by Heather Mayer
, DOTmed News Reporter | September 10, 2010
This report originally appeared in the August 2010 issue of DOTmed Business News
For the 32 million Americans who will receive health care coverage in the upcoming years as a result of the Patient Protection and Affordable Care Act, finding a primary care physician won’t necessarily be easy. A workforce shortage, most prominent among primary care physicians and nurses, is already affecting hospitals now, but that problem only promises to increase in the coming years.
“As millions of Americans obtain health insurance for the first time and can now access ongoing health care, it’s critical that our nation ensures a strong and viable physician workforce,” said Cecil Wilson, president of the American Medical Association (AMA), in prepared remarks. “Even more physicians may be needed to care for the influx of newly insured Americans.”
However, it’s not only the newly insured that will strain the workforce. According to the AHA, it’s expected that the 78 million baby boomers will begin to retire this year. In order to accommodate this aging group, the Bureau of Labor Statistics estimates health care will generate 3.2 million jobs between 2008 and 2018. But the question remains, will that be enough?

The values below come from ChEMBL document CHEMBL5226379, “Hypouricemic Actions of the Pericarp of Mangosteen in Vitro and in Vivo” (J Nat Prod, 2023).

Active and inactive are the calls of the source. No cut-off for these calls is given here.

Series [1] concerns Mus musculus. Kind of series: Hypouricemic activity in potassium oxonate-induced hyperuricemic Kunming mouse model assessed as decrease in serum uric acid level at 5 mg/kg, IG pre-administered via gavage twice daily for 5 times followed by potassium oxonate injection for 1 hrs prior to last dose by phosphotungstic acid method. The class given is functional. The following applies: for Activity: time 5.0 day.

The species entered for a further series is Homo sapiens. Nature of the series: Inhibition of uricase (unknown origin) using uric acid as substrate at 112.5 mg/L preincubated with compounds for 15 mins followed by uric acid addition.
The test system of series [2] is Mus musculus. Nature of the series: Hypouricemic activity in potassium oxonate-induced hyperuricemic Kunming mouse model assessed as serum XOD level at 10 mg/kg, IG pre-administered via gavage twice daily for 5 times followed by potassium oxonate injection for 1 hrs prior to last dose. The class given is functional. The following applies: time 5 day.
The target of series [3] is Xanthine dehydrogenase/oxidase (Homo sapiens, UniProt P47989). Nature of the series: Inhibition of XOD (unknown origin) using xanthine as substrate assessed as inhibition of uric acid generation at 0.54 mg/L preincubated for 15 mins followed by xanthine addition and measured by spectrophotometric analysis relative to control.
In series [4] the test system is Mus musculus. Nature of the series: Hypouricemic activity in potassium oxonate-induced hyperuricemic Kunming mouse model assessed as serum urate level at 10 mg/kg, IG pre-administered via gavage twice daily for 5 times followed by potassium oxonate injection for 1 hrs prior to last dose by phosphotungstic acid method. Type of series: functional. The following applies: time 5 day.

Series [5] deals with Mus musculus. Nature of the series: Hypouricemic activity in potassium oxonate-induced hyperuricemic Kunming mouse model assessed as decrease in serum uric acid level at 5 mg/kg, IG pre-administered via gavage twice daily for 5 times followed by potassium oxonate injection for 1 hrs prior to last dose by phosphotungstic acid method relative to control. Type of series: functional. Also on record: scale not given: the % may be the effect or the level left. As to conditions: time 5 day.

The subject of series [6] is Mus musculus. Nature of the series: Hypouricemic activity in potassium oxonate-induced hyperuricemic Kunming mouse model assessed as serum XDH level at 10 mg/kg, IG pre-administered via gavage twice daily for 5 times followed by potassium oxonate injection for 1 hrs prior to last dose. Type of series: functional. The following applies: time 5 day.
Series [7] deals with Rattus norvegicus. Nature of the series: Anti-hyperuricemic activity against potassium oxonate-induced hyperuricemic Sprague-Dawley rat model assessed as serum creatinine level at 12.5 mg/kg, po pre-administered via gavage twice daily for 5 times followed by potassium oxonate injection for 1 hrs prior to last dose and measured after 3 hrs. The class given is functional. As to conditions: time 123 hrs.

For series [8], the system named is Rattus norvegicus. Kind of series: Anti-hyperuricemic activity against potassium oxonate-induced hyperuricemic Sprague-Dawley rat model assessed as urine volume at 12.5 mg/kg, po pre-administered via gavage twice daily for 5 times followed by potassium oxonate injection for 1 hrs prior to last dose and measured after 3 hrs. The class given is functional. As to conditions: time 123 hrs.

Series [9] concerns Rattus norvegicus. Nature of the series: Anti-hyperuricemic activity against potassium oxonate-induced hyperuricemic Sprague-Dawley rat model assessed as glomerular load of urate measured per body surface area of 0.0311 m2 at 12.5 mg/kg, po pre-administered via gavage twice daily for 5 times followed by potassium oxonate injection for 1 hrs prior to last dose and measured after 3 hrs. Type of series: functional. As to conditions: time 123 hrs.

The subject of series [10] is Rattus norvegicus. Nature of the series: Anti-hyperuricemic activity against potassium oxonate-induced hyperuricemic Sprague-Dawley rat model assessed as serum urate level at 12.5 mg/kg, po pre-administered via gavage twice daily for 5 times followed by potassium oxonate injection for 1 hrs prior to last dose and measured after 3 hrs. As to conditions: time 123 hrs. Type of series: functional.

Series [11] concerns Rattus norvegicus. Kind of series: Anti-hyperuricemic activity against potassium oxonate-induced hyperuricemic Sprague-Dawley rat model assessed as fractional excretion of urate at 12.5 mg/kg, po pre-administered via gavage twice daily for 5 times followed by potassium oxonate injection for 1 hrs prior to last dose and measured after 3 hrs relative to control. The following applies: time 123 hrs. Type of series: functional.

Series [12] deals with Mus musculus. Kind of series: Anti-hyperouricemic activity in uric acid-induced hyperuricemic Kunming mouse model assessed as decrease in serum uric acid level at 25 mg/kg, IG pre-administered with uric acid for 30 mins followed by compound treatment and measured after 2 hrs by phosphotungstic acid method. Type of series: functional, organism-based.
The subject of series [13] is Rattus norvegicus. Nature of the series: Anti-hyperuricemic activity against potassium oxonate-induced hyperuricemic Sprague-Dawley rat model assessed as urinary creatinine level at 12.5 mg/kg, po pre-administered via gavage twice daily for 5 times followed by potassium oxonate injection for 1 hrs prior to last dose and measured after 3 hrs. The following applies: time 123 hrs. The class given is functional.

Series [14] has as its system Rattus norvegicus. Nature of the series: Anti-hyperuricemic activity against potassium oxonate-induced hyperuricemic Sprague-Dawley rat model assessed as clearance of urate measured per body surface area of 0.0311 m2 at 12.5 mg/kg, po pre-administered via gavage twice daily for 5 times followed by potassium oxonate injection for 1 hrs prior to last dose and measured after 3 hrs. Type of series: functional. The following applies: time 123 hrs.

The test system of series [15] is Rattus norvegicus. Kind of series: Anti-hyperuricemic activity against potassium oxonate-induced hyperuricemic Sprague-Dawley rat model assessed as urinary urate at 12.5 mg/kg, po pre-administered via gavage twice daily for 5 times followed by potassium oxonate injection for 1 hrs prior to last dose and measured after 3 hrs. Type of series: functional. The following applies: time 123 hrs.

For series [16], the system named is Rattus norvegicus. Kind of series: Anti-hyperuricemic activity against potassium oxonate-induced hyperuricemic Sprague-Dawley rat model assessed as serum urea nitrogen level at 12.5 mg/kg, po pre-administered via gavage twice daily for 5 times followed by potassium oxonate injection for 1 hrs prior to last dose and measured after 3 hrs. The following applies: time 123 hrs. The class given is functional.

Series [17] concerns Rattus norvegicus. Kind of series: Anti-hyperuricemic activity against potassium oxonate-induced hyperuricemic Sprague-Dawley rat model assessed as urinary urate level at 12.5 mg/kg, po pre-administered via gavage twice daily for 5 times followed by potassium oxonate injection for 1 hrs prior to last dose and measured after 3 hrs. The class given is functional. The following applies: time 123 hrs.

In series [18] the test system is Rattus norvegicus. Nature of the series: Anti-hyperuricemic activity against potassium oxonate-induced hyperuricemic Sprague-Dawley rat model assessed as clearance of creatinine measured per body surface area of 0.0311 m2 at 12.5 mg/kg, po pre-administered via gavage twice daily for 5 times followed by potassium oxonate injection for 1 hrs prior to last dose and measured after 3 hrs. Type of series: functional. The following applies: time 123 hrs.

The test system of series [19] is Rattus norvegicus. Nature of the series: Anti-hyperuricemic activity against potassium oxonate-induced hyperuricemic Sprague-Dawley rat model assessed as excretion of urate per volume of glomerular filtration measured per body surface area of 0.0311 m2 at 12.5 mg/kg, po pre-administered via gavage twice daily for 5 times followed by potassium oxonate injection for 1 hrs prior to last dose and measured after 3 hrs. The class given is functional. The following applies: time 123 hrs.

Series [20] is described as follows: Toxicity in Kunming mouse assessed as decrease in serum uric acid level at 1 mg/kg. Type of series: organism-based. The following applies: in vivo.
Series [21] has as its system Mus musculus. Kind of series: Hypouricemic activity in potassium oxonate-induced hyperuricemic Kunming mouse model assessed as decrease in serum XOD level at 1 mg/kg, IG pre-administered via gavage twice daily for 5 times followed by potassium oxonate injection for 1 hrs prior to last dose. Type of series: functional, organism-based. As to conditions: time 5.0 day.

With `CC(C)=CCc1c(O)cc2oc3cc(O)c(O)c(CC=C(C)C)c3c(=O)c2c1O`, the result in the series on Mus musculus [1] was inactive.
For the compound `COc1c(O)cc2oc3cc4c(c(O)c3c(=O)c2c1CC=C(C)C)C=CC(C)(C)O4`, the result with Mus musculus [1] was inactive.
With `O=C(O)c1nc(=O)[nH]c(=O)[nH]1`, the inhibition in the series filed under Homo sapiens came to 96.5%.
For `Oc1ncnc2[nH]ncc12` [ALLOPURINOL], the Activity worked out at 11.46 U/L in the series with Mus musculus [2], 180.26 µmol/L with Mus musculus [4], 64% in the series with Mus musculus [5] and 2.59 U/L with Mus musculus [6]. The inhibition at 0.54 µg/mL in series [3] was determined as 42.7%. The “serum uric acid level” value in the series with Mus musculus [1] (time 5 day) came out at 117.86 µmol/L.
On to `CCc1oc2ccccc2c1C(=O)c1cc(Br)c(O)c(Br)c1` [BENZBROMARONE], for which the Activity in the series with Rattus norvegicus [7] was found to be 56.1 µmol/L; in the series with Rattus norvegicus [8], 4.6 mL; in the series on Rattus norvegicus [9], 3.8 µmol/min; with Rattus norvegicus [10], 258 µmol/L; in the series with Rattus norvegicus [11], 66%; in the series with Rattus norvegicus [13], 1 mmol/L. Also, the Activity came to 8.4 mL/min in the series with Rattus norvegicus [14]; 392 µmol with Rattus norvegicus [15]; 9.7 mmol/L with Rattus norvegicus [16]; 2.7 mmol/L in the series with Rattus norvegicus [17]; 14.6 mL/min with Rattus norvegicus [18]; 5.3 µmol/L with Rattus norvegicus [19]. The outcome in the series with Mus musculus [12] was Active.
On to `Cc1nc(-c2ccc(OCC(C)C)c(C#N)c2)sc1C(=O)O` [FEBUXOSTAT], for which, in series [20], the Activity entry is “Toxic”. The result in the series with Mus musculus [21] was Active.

The numbers say no. The American Medical Association predicts a shortage of 85,000 physicians by 2020, and the U.S. Bureau of Health Professions projects a shortage of 109,600 by the same year. Already, at least 22 states and 16 medical specialty societies report an inadequate physician workforce.
It’s not only primary care physicians the country will be lacking. The Department of Health and Human Services estimates that by 2020, the country will need 2.8 million nurses — 1 million more than the expected supply.
Dr. Peter Buerhaus of Vanderbilt University School of Nursing offers a different estimate. He predicts there will be a shortage of 260,000 nurses by 2025, which are “conservative” estimates, says Robert Rosseter, chief communications officer for the American Association of Colleges of Nursing.
Health care reform: a catch-22
When it comes to primary care physicians, money is tight, making it a hard profession to draw medical students into. But as the population ages and people live longer as a result of advancing medical practices, changes need to be made to increase the workforce pool, explains Edward Salsberg, director for the Association of American Medical Colleges’ Center for Workforce Studies.
“People are living longer…increasing survivorship rate,” he says. “We have the ability to do procedures that didn’t even exist 10 or 20 years ago. It’s leading us to conclude that the demand for service is rising rapidly.”